Everyone deserves a person to rely on as a best friend

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Everybody should have at least one best friend. You can have several, if you want. There's no limit on best friendship.

But if you can find and make and keep at least one, consider yourself blessed.

I thought of that yesterday as I waved goodbye after spending almost six hours with Linda.

It was her birthday. Actually, it was a day late, but that was the soonest we could get together. With best friends, you celebrate whenever you can, not just according to the calendar.

I'd been traveling, gone more than not, for several months. We had been in touch by email, but email is never the same as talking face to face, and heart to heart, especially when your heart is broken.

While I was away, Linda lost her mom. She was 80-some years old, but forever young at heart, and they had been best friends forever. This would be Linda's first birthday without the one person who had loved her unconditionally, come what may, every day of her life.

I wanted to give her a really good gift, the one I always want most from people I love: time.

So we started with a two-hour lunch, followed by a two-hour movie, followed by a post-movie debriefing for two hours more.

It worked like this: We spent the first two hours catching up over lunch. With best friends, there's always plenty to catch up on, especially after three months, or even three days, apart. We talked fast and barely made a dent in it.

Then we went to see "August: Osage County." It stars Meryl Streep, Julia Roberts and one of my all-time favorite actors, Chris Cooper, in one of my all-time favorite roles. But all things considered, it might not have been the best choice for a birthday celebration.

Briefly, I'll say this: It's no comedy. It's the story of a family not so different from mine or maybe yours, dealing with a father's suicide, a mother's cancer and drug addiction, and the problems of their three grievously afflicted daughters.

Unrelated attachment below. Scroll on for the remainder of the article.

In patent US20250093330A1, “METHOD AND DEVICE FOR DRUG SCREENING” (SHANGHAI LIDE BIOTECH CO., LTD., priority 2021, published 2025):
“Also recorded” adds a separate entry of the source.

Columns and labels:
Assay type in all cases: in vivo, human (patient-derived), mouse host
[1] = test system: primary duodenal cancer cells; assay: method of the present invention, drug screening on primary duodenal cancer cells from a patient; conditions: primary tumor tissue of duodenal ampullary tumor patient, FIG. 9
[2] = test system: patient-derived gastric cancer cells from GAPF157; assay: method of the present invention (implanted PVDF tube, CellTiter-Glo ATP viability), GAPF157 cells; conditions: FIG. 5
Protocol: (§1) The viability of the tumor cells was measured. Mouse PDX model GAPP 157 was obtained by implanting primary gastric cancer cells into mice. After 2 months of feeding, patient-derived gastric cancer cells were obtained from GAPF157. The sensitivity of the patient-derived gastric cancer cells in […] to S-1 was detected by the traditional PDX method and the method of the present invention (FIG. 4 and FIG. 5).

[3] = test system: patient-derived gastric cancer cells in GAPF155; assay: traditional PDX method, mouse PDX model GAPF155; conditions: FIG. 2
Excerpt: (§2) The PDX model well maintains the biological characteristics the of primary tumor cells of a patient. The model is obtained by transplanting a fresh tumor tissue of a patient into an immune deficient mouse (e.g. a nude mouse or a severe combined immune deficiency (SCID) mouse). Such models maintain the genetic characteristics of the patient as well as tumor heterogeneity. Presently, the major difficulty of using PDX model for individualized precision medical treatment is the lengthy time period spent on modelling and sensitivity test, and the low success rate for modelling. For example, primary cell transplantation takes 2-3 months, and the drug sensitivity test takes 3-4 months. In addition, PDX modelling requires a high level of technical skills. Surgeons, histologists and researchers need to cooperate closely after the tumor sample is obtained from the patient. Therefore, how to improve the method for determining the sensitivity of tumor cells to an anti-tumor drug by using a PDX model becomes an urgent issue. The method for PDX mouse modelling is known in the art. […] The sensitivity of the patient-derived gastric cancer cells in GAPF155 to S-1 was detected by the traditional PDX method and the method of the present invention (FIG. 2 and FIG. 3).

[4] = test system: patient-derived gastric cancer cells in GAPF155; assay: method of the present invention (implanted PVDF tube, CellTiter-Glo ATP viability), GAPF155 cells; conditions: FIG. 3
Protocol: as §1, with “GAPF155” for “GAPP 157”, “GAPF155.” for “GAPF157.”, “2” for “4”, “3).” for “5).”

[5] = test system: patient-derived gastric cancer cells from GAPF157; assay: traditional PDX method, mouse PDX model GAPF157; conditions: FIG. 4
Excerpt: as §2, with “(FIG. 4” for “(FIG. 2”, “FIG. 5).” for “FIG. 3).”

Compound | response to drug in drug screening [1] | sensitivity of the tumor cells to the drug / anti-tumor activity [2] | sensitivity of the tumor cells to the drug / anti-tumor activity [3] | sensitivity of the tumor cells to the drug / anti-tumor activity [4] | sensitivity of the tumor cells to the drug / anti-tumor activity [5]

We loved it. Linda kept handing me Kleenex. Unlike me, she's the kind of best friend who comes prepared for the worst.

Afterward, we had planned to go home our separate ways, but we decided we needed more time. So we went back to the place we'd had lunch and settled in for a couple of more hours.

We talked about families -- the one in the film and those of our own; what our lives were like growing up; how we tried to raise our children; and the kind of roles we want to play in their lives now that they're grown.

We talked about growing old and laughed to admit that while we often pray for the strength to age gracefully, some days all we really want is a facelift.

That's a best friend for you. You can tell her almost anything and she'll say you're not crazy, because she feels the same way.

Basically, we talked about everything and nothing; listened closely to each other, to all we said and didn't say; and solved, if not all the problems of the world, at least a few of our own.

Then we parted with a promise to get together again soon. That's what best friends do.

I've been blessed with a wealth of best friends, some I've kept for much of my life (Martha, Maribeth, Suzi, Shari) and some I've lost along the way, but not one that I ever truly deserved.

If you ask them, they'll tell you. I don't keep in touch the way I should. I hate to talk on the phone. I often forget to return messages. I even forget their birthdays. In fact, I might have missed Linda's, if my husband hadn't spotted it on the calendar and reminded me.

But lucky for me, and maybe for you, the best thing about a best friend is this: You don't need to be deserving.

Best friendship is like grace -- a gift, free and clear. And every day is your birthday.


Sharon Randall is a columnist for McClatchy-Tribune News Service (www.sharonrandall.com).

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